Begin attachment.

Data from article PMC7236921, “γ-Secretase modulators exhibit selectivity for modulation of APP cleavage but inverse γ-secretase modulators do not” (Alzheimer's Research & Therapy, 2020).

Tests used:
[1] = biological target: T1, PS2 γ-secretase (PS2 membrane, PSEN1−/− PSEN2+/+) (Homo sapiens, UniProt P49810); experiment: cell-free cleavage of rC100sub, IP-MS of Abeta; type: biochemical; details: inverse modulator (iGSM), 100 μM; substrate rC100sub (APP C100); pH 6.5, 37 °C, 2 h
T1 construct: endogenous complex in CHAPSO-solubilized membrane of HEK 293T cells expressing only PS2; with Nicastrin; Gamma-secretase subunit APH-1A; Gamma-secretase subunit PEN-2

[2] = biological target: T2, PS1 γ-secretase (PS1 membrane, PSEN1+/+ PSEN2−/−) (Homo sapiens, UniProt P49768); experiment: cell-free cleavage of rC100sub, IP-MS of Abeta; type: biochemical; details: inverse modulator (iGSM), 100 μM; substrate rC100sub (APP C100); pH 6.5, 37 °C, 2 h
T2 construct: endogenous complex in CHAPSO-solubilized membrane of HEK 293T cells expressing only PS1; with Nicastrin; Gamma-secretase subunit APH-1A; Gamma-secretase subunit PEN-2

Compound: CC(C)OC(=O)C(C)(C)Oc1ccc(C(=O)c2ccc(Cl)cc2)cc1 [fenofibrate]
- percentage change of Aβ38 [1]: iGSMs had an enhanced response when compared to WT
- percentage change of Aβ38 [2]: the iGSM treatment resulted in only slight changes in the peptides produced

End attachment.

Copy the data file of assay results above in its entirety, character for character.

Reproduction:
Data from article PMC7236921, “γ-Secretase modulators exhibit selectivity for modulation of APP cleavage but inverse γ-secretase modulators do not” (Alzheimer's Research & Therapy, 2020).

Tests used:
[1] = biological target: T1, PS2 γ-secretase (PS2 membrane, PSEN1−/− PSEN2+/+) (Homo sapiens, UniProt P49810); experiment: cell-free cleavage of rC100sub, IP-MS of Abeta; type: biochemical; details: inverse modulator (iGSM), 100 μM; substrate rC100sub (APP C100); pH 6.5, 37 °C, 2 h
T1 construct: endogenous complex in CHAPSO-solubilized membrane of HEK 293T cells expressing only PS2; with Nicastrin; Gamma-secretase subunit APH-1A; Gamma-secretase subunit PEN-2

[2] = biological target: T2, PS1 γ-secretase (PS1 membrane, PSEN1+/+ PSEN2−/−) (Homo sapiens, UniProt P49768); experiment: cell-free cleavage of rC100sub, IP-MS of Abeta; type: biochemical; details: inverse modulator (iGSM), 100 μM; substrate rC100sub (APP C100); pH 6.5, 37 °C, 2 h
T2 construct: endogenous complex in CHAPSO-solubilized membrane of HEK 293T cells expressing only PS1; with Nicastrin; Gamma-secretase subunit APH-1A; Gamma-secretase subunit PEN-2

Compound: CC(C)OC(=O)C(C)(C)Oc1ccc(C(=O)c2ccc(Cl)cc2)cc1 [fenofibrate]
- percentage change of Aβ38 [1]: iGSMs had an enhanced response when compared to WT
- percentage change of Aβ38 [2]: the iGSM treatment resulted in only slight changes in the peptides produced